Referring to FIG. 2, the first contact plate 40 has a plurality of test contacts 41 that is configured to electrically contact the plurality of contact pins 120 extending from the first side 111 of the case 110 of the ECUT 100. Each individual contact pin 120 of the ECUT 100 preferably has a corresponding test contact 41 on the first contact plate 40. Similarly, the second contact plate 50 has a plurality of test contacts 51 configured to electrically contact the plurality of contact pins 120 on the second side 112 of the case 110 of the ECUT 100. Again, each individual contact pin 120 of the ECUT 100 preferably has a corresponding test contact 51 on the second contact plate 50. It will be appreciated by those of ordinary skill in the art that the contact plates 40, 50 may have more test contacts 41, 51 than there are contact pins 120, thus enabling the contact plates 40, 50 to be used in conjunction with a variety of ECUT types having differing numbers of contact pins 120. The test contacts 41, 51 may be any suitable structure as known in the art for establishing temporary electrical contact with a contact pin 120. Also, the contact plates 40, 50 may include additional test circuitry 59 and sensors 49 (see drawing FIG. 2) as may be necessary, depending on the type of electrical characteristics being measured.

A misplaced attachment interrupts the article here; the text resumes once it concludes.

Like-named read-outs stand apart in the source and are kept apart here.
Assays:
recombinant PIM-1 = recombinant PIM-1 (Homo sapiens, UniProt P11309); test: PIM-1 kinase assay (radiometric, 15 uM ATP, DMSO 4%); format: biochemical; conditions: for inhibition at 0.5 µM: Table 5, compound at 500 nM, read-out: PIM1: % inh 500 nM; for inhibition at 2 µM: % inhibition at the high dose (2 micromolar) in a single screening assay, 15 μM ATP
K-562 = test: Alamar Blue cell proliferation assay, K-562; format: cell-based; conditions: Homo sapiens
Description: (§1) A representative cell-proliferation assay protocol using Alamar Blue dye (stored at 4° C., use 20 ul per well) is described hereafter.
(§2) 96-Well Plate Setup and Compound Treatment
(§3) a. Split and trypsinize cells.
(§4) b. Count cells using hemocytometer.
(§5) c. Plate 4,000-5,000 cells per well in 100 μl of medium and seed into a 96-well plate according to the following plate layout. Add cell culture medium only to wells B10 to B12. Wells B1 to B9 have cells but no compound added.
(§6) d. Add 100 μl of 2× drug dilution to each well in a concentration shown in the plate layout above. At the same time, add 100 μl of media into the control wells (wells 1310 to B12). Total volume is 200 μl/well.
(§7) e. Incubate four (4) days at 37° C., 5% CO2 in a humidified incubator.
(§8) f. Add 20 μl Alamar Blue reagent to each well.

The first linear positioner 60 and accompanying transmission mechanism 64 are configured for moving the first contact plate 40 towards the component fixture 30, such that temporary electrical communication can be established between each contact pin 120 of the ECUT 100 and a corresponding test contact 41 of the first contact plate 40. Referring to drawing FIG. 6, shown is the first contact plate 40 in an abutting relationship with the ECUT 100, thereby forming electrical contact with the ECUT 100. Similarly, the second linear positioner 70 and transmission mechanism 74 are configured for moving the second contact plate 50 towards the component fixture 30 in order to establish temporary electrical communication between each contact pin 120 of the ECUT 100 and a corresponding test contact 51 of the second contact plate 50. Referring to drawing FIG. 7, shown is the second contact plate 50 as well as the first contact plate 40, abutting and forming electrical communication with the ECUT 100.